There may not be a Husky more proud, more thankful, more appreciative of the opportunity to play the game he loves than Ryan Wirth.
Saturday will mark the last time the 6-foot-3, 271-pound defensive tackle is going to walk onto the Rentschler Field turf. And make no mistake, there will be some reflecting. The opportunity to play was almost taken from him during a traumatic experience as a high school freshman.
"You know, if I could go back, I wouldn't take it back," said Wirth, a brawler in the trenches all season. "I wouldn't take it back because it's made me the man I am today. It's given me the work ethic. It's given me the faith. It's helped in my relationship with God. It really has molded me into the man I am today. It was just part of my road, that adversity."
Paintball guns were a fad back then and Wirth's buddies had them. Wirth's father, Dave, a former All-America guard at Division III Rowan University, told Ryan no, he wasn't getting one and that he was going to play sports instead.
"The first lesson I learned was deceiving my father. I told him I was going to play basketball with my buddies but me and friends were out in the woods, running around like Rambo with no helmets on playing paintball so at the end of the game, it was just me and one buddy left and we're shooting back and forth at each other. So I stick my face out. Lo and behold, right through the eye."
What happened next? Shock.
Wirth started running around the New Jersey woods near his Medford home "like a chicken with his head cut off," he said. He ran into a downed tree that took his knees out. He flipped over it and landed on his back.
"After that, I just remember waking up in Wills Eye Hospital in Philadelphia," said Ryan, who took the blast in the right eye.
"In the beginning, the doctors told me I wasn't ever going to see again," said Wirth, who spent much of his freshman year home-schooled because of the accident.
He had glaucoma, an eye disease that damages the optic nerve. They thought he could have brain damage, a potential blood clot.
"And I went through that for a while," said Wirth, who as a freshman had only played two years of organized football.
Wirth had 10 surgeries from February of his freshman year through the summer. He played his sophomore year of high school with one eye and lined up at right defensive end so he could see to his left.
"So you could imagine how goofy I was," Wirth said. "Depth perception? Gone. Athleticism that I might have had? Gone. After the season I started getting operations again."
Ultimately, Wirth said he had a corrective lens put in and had 20-35 vision. He had to learn some things over again. He threw and caught tennis balls off a wall to help with depth perception.
He played his next two seasons of high school football but he had not qualified academically to come to any Division I-A school so he went to Cheshire Academy where his aunt was interim headmaster. His classroom work improved and his vision progressed to about 20-30.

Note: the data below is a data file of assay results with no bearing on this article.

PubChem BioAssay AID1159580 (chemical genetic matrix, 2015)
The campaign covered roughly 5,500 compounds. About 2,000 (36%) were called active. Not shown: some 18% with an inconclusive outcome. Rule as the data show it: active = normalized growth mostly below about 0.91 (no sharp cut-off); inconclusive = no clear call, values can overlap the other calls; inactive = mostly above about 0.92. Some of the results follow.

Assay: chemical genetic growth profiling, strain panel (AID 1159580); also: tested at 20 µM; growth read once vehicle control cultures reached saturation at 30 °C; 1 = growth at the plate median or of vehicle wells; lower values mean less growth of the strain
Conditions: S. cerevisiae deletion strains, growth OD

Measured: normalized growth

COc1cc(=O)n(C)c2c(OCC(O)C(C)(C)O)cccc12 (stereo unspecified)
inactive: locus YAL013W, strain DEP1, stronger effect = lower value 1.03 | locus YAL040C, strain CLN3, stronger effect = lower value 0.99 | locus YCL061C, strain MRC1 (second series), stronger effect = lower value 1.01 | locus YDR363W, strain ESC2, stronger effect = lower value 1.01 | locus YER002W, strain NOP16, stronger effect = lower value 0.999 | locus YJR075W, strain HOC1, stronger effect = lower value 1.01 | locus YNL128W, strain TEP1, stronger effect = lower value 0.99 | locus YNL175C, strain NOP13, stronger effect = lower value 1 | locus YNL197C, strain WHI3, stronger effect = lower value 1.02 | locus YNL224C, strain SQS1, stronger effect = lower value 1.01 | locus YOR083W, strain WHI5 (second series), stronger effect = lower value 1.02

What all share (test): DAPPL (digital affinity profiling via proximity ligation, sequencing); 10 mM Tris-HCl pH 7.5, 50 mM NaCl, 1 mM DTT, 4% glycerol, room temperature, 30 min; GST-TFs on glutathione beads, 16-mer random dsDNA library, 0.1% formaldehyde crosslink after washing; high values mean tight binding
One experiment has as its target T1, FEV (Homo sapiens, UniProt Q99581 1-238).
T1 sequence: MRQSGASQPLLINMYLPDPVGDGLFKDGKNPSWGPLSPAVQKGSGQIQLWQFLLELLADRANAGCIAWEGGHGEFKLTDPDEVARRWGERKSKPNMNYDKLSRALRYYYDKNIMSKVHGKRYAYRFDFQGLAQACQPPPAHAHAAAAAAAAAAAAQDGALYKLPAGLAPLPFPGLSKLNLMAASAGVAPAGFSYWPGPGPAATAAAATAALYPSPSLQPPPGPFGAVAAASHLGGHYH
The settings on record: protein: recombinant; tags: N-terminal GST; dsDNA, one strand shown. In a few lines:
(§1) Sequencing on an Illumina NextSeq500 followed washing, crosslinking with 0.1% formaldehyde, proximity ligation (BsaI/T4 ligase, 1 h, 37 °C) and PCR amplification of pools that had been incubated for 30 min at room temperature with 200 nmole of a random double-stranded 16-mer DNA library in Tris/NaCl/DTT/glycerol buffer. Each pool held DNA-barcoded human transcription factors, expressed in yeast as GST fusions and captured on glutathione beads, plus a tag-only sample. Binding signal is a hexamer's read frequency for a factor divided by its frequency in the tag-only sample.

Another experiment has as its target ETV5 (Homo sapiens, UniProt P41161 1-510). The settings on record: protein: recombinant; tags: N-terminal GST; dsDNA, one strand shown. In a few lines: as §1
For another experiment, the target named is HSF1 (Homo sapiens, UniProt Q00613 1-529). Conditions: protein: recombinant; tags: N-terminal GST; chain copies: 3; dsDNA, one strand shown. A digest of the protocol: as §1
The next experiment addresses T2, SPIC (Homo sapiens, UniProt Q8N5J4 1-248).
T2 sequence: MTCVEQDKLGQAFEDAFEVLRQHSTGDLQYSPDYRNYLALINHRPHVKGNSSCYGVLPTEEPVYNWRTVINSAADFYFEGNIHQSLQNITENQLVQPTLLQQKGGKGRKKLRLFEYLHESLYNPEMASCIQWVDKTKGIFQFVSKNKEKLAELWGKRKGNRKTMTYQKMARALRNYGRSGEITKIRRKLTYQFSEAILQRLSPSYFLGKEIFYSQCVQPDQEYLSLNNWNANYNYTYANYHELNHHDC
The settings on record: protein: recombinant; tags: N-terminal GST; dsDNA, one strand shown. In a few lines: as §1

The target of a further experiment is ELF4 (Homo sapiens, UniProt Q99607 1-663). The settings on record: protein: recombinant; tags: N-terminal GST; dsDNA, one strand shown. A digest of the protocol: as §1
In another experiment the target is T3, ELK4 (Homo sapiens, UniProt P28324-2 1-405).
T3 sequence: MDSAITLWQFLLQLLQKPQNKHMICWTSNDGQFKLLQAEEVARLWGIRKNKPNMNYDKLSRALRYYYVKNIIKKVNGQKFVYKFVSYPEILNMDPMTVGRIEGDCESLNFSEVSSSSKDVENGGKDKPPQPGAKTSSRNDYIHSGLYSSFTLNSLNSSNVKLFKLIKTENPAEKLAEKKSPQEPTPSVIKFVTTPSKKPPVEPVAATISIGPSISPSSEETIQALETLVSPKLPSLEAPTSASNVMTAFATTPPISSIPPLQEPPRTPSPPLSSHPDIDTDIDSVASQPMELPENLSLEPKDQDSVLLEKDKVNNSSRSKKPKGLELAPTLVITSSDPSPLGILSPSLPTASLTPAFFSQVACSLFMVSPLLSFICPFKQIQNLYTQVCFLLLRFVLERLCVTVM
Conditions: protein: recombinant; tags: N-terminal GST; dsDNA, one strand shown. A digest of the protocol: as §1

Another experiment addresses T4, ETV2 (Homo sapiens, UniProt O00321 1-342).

He thought he was a good football player and wanted to follow in his father's footsteps.
Eventually, he did and was put in a situation where he could succeed — behind two of the best defensive tackles the UConn program has ever had in Kendall Reyes, who plays for the San Diego Chargers, and Twyon Martin.
"I got an opportunity to play, then I started rotating in with Kendall and Twyon and I was happy with that role because I didn't know what I could be," Wirth said. "I just was so happy to be on the field when I got the chance. I was happy to keep working. I was happy to keep lifting."
When Reyes and Martin moved out some wondered if Wirth, who is smaller, would be able to wrestle bigger offensive linemen. Wirth's power and drive immediately caught the coaching staff's eye, not to mention the players across from him.
Coach Paul Pasqualoni might not have mentioned a player's name more this year than Wirth — except maybe quarterback Chandler Whitmer.
Take, for example, this comment from the coach when asked what he will miss most from this senior class.
"This team is resilient," Pasqualoni said. "This group of seniors is tough; they persevere; they keep coming back. There is excellent leadership in the group. Guys like Ryan Wirth, when this is over, I'll miss because of their toughness."
In his first season as a starter Wirth is seventh on the team in tackles with 45, including three sacks and a fumble recovery and many run stuffs.
For the last nine years he has learned to appreciate football, life, everything more than he did before.
"I go into games wanting to win every one, Wirth said. "Don't get me wrong, but when you're at a point where you don't know what direction your life is going, that things could be taken from you. … A lot of people haven't had that experience in life so I have an appreciation for things that maybe some people don't."